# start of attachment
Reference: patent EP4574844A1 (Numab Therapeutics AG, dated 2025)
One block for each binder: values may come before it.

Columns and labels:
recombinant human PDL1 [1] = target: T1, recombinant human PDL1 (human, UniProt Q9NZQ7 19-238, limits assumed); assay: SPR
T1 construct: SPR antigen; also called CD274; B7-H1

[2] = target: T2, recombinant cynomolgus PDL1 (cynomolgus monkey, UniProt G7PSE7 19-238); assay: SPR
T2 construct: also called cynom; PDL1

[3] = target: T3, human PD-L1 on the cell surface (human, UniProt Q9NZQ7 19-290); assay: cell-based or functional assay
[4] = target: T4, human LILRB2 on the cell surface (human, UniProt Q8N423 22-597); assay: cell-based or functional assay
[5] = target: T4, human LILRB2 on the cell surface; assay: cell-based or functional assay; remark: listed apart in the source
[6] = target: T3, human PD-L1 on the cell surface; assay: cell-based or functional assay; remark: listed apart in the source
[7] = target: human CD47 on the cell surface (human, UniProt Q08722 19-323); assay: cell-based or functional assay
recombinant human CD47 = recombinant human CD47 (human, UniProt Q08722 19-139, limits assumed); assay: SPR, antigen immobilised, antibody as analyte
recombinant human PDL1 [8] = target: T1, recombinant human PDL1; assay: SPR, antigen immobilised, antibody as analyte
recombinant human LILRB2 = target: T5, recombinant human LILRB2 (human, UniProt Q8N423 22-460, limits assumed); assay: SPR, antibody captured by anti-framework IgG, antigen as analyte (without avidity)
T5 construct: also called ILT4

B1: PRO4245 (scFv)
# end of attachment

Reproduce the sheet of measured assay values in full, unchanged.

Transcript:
Reference: patent EP4574844A1 (Numab Therapeutics AG, dated 2025)
One block for each binder: values may come before it.

Columns and labels:
recombinant human PDL1 [1] = target: T1, recombinant human PDL1 (human, UniProt Q9NZQ7 19-238, limits assumed); assay: SPR
T1 construct: SPR antigen; also called CD274; B7-H1

[2] = target: T2, recombinant cynomolgus PDL1 (cynomolgus monkey, UniProt G7PSE7 19-238); assay: SPR
T2 construct: also called cynom; PDL1

[3] = target: T3, human PD-L1 on the cell surface (human, UniProt Q9NZQ7 19-290); assay: cell-based or functional assay
[4] = target: T4, human LILRB2 on the cell surface (human, UniProt Q8N423 22-597); assay: cell-based or functional assay
[5] = target: T4, human LILRB2 on the cell surface; assay: cell-based or functional assay; remark: listed apart in the source
[6] = target: T3, human PD-L1 on the cell surface; assay: cell-based or functional assay; remark: listed apart in the source
[7] = target: human CD47 on the cell surface (human, UniProt Q08722 19-323); assay: cell-based or functional assay
recombinant human CD47 = recombinant human CD47 (human, UniProt Q08722 19-139, limits assumed); assay: SPR, antigen immobilised, antibody as analyte
recombinant human PDL1 [8] = target: T1, recombinant human PDL1; assay: SPR, antigen immobilised, antibody as analyte
recombinant human LILRB2 = target: T5, recombinant human LILRB2 (human, UniProt Q8N423 22-460, limits assumed); assay: SPR, antibody captured by anti-framework IgG, antigen as analyte (without avidity)
T5 construct: also called ILT4

B1: PRO4245 (scFv)